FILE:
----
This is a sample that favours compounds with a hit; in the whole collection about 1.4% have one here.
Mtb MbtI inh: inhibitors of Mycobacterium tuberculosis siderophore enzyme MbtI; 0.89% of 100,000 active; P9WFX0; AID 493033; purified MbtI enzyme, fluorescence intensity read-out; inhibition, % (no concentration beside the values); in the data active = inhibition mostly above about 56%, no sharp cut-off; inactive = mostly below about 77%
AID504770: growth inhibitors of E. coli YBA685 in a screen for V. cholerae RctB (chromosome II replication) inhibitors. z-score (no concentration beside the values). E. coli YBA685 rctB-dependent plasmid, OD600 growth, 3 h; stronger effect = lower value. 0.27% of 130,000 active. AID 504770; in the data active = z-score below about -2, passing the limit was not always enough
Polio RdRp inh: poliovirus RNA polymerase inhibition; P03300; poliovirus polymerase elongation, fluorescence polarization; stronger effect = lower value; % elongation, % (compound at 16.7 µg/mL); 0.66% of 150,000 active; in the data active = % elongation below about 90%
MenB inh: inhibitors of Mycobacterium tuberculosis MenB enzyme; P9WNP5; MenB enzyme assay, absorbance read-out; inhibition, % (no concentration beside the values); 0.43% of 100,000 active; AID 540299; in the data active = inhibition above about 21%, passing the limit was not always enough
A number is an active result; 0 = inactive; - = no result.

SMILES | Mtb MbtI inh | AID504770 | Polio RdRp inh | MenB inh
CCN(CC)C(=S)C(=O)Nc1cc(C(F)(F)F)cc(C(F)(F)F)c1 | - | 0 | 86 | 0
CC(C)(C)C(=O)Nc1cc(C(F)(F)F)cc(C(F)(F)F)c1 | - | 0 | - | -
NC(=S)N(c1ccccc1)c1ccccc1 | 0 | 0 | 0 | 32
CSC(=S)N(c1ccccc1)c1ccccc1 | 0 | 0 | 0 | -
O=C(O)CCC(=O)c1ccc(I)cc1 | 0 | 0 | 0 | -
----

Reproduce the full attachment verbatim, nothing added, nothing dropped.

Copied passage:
This is a sample that favours compounds with a hit; in the whole collection about 1.4% have one here.
Mtb MbtI inh: inhibitors of Mycobacterium tuberculosis siderophore enzyme MbtI; 0.89% of 100,000 active; P9WFX0; AID 493033; purified MbtI enzyme, fluorescence intensity read-out; inhibition, % (no concentration beside the values); in the data active = inhibition mostly above about 56%, no sharp cut-off; inactive = mostly below about 77%
AID504770: growth inhibitors of E. coli YBA685 in a screen for V. cholerae RctB (chromosome II replication) inhibitors. z-score (no concentration beside the values). E. coli YBA685 rctB-dependent plasmid, OD600 growth, 3 h; stronger effect = lower value. 0.27% of 130,000 active. AID 504770; in the data active = z-score below about -2, passing the limit was not always enough
Polio RdRp inh: poliovirus RNA polymerase inhibition; P03300; poliovirus polymerase elongation, fluorescence polarization; stronger effect = lower value; % elongation, % (compound at 16.7 µg/mL); 0.66% of 150,000 active; in the data active = % elongation below about 90%
MenB inh: inhibitors of Mycobacterium tuberculosis MenB enzyme; P9WNP5; MenB enzyme assay, absorbance read-out; inhibition, % (no concentration beside the values); 0.43% of 100,000 active; AID 540299; in the data active = inhibition above about 21%, passing the limit was not always enough
A number is an active result; 0 = inactive; - = no result.

SMILES | Mtb MbtI inh | AID504770 | Polio RdRp inh | MenB inh
CCN(CC)C(=S)C(=O)Nc1cc(C(F)(F)F)cc(C(F)(F)F)c1 | - | 0 | 86 | 0
CC(C)(C)C(=O)Nc1cc(C(F)(F)F)cc(C(F)(F)F)c1 | - | 0 | - | -
NC(=S)N(c1ccccc1)c1ccccc1 | 0 | 0 | 0 | 32
CSC(=S)N(c1ccccc1)c1ccccc1 | 0 | 0 | 0 | -
O=C(O)CCC(=O)c1ccc(I)cc1 | 0 | 0 | 0 | -